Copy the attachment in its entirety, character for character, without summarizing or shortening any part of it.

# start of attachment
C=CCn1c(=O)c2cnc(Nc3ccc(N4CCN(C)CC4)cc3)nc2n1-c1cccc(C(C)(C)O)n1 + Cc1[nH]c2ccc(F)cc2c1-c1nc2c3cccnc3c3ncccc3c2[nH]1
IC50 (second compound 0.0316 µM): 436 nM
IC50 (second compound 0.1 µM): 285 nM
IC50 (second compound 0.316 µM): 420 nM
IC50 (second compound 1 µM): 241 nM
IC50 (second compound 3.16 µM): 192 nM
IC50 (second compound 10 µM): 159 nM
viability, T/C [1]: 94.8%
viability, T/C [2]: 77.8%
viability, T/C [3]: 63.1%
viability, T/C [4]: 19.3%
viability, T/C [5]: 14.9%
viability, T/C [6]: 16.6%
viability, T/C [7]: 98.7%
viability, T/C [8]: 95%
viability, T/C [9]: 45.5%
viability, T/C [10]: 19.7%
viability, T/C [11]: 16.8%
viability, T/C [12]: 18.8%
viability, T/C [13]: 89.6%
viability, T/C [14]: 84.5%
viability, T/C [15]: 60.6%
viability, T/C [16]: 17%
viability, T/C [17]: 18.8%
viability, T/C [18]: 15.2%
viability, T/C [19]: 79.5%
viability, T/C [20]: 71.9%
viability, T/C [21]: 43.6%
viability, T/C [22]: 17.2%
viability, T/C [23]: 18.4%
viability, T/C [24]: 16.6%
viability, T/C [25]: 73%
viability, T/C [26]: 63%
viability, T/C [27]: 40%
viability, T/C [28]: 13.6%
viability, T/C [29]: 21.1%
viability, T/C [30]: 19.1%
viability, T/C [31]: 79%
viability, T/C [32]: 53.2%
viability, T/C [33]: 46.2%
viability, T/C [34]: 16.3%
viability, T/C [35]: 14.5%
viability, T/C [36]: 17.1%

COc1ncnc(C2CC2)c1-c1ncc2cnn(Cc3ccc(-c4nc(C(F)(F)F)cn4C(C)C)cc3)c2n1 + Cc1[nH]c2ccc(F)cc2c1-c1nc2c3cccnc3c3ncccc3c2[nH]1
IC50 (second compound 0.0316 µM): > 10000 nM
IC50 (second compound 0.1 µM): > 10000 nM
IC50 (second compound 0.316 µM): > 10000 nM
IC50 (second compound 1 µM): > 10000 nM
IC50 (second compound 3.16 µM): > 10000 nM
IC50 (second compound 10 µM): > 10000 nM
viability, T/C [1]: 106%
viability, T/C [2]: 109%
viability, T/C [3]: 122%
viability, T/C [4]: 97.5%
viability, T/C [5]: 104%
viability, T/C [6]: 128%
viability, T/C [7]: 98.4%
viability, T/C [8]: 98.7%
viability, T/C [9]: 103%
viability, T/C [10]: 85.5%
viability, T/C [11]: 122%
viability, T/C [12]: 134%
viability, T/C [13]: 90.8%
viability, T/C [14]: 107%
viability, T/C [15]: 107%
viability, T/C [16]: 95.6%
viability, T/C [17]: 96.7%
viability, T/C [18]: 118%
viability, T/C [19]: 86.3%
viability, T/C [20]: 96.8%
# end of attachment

C=CCn1c(=O)c2cnc(Nc3ccc(N4CCN(C)CC4)cc3)nc2n1-c1cccc(C(C)(C)O)n1 + Cc1[nH]c2ccc(F)cc2c1-c1nc2c3cccnc3c3ncccc3c2[nH]1
IC50 (second compound 0.0316 µM): 436 nM
IC50 (second compound 0.1 µM): 285 nM
IC50 (second compound 0.316 µM): 420 nM
IC50 (second compound 1 µM): 241 nM
IC50 (second compound 3.16 µM): 192 nM
IC50 (second compound 10 µM): 159 nM
viability, T/C [1]: 94.8%
viability, T/C [2]: 77.8%
viability, T/C [3]: 63.1%
viability, T/C [4]: 19.3%
viability, T/C [5]: 14.9%
viability, T/C [6]: 16.6%
viability, T/C [7]: 98.7%
viability, T/C [8]: 95%
viability, T/C [9]: 45.5%
viability, T/C [10]: 19.7%
viability, T/C [11]: 16.8%
viability, T/C [12]: 18.8%
viability, T/C [13]: 89.6%
viability, T/C [14]: 84.5%
viability, T/C [15]: 60.6%
viability, T/C [16]: 17%
viability, T/C [17]: 18.8%
viability, T/C [18]: 15.2%
viability, T/C [19]: 79.5%
viability, T/C [20]: 71.9%
viability, T/C [21]: 43.6%
viability, T/C [22]: 17.2%
viability, T/C [23]: 18.4%
viability, T/C [24]: 16.6%
viability, T/C [25]: 73%
viability, T/C [26]: 63%
viability, T/C [27]: 40%
viability, T/C [28]: 13.6%
viability, T/C [29]: 21.1%
viability, T/C [30]: 19.1%
viability, T/C [31]: 79%
viability, T/C [32]: 53.2%
viability, T/C [33]: 46.2%
viability, T/C [34]: 16.3%
viability, T/C [35]: 14.5%
viability, T/C [36]: 17.1%

COc1ncnc(C2CC2)c1-c1ncc2cnn(Cc3ccc(-c4nc(C(F)(F)F)cn4C(C)C)cc3)c2n1 + Cc1[nH]c2ccc(F)cc2c1-c1nc2c3cccnc3c3ncccc3c2[nH]1
IC50 (second compound 0.0316 µM): > 10000 nM
IC50 (second compound 0.1 µM): > 10000 nM
IC50 (second compound 0.316 µM): > 10000 nM
IC50 (second compound 1 µM): > 10000 nM
IC50 (second compound 3.16 µM): > 10000 nM
IC50 (second compound 10 µM): > 10000 nM
viability, T/C [1]: 106%
viability, T/C [2]: 109%
viability, T/C [3]: 122%
viability, T/C [4]: 97.5%
viability, T/C [5]: 104%
viability, T/C [6]: 128%
viability, T/C [7]: 98.4%
viability, T/C [8]: 98.7%
viability, T/C [9]: 103%
viability, T/C [10]: 85.5%
viability, T/C [11]: 122%
viability, T/C [12]: 134%
viability, T/C [13]: 90.8%
viability, T/C [14]: 107%
viability, T/C [15]: 107%
viability, T/C [16]: 95.6%
viability, T/C [17]: 96.7%
viability, T/C [18]: 118%
viability, T/C [19]: 86.3%
viability, T/C [20]: 96.8%